(Smith's bush squirrel) is found in Eastern, Central, and Southern Africa including Southern Angola, Northern Namibia, Southeastern Democratic Republic of the Congo, Western Tanzania, Malawi, Botswana, Zimbabwe, Mozambique, and Northern South Africa.
There are many subspecies recognized by geographic region. Paraxerus c. cepapi is found in South Africa, Southern Botswana, and Zimbabwe. Paraxerus c. bororensis and P. c. soccatus are found north of the Zambezi River. Paraxerus c. carpi lives near the junction of the Messenguezi and Zambezi rivers in Mozambique. Paraxerus c. chobiensis is found in Northern Namibia, Northern Botswana, and Southern Angola. Paraxerus c. phalaena is found in Central and Northwestern Namibia. Paraxerus c. quotus lives in Southeastern Katanga. Paraxerus c. yulei is found in Northeastern Zambia, Western Tanzania, and Northern Malawi. Paraxerus c. sindi is found in Southern Malawi and the Tete District in Mozambique. (Thorington, et al., 2012; Viljoen and Du Toit, 1985)
Smith's bush squirrels are found in areas that provide appropriate nesting holes. These are commonly savanna, mopane and acacia woodlands. Although these squirrels mostly live in trees, they will also nest in holes on the ground, between rocks, and in house roofs. (Thorington, et al., 2012)
Smith's bush squirrels are medium-sized African bush squirrels. The coat is yellow to brown in color but can vary by region. In general, the dorsal coat is a brownish yellow or gray color, while the ventral coat is a white or gray color with a buff coloration on the chest. The face has white stripes both above and below the eyes and cheeks that are a subtle brownish yellow color. Smith's bush squirrels have long, bushy tails with a black and yellow to brown coloration. Adults have an average body length measuring 238.5 mm and an average body mass of 222.85 g.
Subspecies of Paraxerus.c. yulei is a larger squirrel that has gray shoulders with tan gray sides, gray markings on the belly, and gray white feet. Paraxerus.c. soccatus can be distinguished by its gray white feet and lack of yellow highlights. Paraxerus.c. bororensis has a darker coloration than Paraxerus.c. cepapi with a gray coloration on the sides of the body and bottom of the hind limbs. Paraxerus.c. quotus is distinguished by its overall darker coloration. Paraxerus.c. carpi is approximately half the size of Paraxerus.c. cepapi and lighter in color. The underside of the tail in Paraxerus.c. sindi is ochraceous. Paraxerus.c. phalaena is distinguished by gray coloration on the back, head, shoulder, hips, and legs. The feet are also a paler white than the subspecies Paraxerus.c. cepapi. Paraxerus.c. chobiensis has a whiter coloration on its ventral side and toes than Paraxerus.c. cepapi. Paraxerus.c. cepapoides has a rusty coloration with tawny markings on the back and thighs. ("Encyclopedia of Life", 2005; Jones, et al., 2009; Thorington, et al., 2012)can be distinguished by coat colorations and markings.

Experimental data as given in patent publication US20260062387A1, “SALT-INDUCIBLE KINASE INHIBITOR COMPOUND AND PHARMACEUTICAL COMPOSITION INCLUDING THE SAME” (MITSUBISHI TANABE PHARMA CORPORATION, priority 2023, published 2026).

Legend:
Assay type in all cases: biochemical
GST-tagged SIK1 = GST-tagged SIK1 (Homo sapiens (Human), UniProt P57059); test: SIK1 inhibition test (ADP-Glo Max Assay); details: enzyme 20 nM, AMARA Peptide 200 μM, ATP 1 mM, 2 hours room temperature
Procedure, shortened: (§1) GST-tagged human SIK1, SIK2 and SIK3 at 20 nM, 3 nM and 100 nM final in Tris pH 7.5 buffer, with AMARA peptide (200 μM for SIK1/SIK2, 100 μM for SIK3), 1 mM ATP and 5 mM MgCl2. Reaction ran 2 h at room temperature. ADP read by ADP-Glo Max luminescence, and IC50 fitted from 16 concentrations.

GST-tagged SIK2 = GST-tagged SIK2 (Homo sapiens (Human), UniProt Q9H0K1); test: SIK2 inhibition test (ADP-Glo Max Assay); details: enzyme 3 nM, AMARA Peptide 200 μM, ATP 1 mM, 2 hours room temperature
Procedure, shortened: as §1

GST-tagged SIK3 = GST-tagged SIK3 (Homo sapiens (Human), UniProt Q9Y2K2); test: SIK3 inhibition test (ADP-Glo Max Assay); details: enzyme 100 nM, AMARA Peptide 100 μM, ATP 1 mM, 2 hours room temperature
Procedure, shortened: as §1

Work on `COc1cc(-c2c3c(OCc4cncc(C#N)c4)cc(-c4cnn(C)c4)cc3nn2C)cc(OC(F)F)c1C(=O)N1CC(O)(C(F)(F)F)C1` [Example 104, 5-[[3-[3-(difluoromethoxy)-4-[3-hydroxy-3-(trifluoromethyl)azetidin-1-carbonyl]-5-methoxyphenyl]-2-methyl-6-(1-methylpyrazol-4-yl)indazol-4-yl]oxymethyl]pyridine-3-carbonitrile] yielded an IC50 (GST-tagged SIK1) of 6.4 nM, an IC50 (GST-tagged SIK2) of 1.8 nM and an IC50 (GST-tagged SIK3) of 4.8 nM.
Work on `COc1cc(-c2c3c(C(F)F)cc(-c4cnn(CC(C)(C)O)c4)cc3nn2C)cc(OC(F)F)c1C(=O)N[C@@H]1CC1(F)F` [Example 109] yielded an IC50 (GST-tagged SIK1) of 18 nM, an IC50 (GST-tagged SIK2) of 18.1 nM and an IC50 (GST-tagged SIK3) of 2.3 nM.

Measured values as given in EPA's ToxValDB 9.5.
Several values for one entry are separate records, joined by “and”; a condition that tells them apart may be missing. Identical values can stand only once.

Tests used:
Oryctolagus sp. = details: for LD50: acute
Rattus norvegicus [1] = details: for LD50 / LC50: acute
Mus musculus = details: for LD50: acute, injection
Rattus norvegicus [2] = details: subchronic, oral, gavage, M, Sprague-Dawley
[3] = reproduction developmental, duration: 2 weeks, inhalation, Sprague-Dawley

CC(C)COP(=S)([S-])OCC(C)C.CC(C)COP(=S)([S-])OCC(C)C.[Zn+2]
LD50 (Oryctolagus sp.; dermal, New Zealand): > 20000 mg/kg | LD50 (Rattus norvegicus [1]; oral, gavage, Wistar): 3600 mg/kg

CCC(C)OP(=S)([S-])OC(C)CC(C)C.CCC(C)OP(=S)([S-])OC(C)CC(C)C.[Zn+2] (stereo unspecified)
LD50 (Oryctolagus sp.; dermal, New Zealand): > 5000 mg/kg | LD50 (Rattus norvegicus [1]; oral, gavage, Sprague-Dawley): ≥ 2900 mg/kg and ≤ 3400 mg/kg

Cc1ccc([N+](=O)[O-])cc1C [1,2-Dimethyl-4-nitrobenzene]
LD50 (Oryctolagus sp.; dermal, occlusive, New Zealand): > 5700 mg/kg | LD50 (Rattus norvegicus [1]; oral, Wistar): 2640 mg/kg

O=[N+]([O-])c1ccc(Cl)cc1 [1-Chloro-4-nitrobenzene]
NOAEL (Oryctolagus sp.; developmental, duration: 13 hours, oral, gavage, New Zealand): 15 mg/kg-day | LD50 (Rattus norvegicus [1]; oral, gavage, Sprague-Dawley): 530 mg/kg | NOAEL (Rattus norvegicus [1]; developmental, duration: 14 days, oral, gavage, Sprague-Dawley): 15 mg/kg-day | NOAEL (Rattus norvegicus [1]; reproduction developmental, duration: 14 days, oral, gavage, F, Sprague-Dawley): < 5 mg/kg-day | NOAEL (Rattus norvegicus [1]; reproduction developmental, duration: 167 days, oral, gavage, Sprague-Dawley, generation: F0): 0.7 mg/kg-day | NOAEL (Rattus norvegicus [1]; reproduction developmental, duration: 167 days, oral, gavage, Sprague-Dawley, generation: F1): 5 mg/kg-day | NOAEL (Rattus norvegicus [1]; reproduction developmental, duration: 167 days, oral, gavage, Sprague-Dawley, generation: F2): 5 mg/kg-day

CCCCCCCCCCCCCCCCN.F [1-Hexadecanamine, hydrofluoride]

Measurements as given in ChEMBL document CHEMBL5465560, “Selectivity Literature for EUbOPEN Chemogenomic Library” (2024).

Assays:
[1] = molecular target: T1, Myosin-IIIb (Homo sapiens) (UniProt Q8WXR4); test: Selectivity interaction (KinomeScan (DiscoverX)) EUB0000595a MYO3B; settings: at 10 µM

Mating in (Thorington, et al., 2012)is initiated by the female and only occurs in the morning. The female will emit a rattle call. In response, the male will produce a low pitched nasal murmur and chase the female. During this chase, both the males and females will flick their tails and make clicking sounds. During copulation, the male will allogroom the female; after copulation, both sexes will auto groom.
Males and females care for their young. Sometimes males practice infanticide. Females carry their young in their mouth by grasping the hind legs. Once in place, the young hold on to the mother with their arms, legs, and tail. A mother will continue to move their young in this way up until 4 weeks of age, at which time the young resist. From birth to 6 months of age, the young (Mason, 2007; Thorington, et al., 2012)must follow the parents to eat solid foods. Neither parent will deliver solid food to the young in the nest. Once the young reach sexual maturity, they are forced to leave the group.
Little is known about the lifespan of (Weigl, 2005)in the wild; however, in captivity, one squirrel lived for 9.6 years.
Smith's bush squirrels mark areas .3 to 1.26 ha in size by mouth wiping, urinating, and anal dragging. (Thorington, et al., 2012)
Smith's bush squirrels are able to communicate using clicking and rattling vocalizations. If disturbed, they will grunt and growl. Their low intensity alarm call consists of three “chir” or “click” sounds. This is used as a warning or territorial defense. They also have a high intensity alarm call composed of six or seven high pitched notes; this is similar to a bird call or whistle. When threatened,is known to flick their tail and head bob.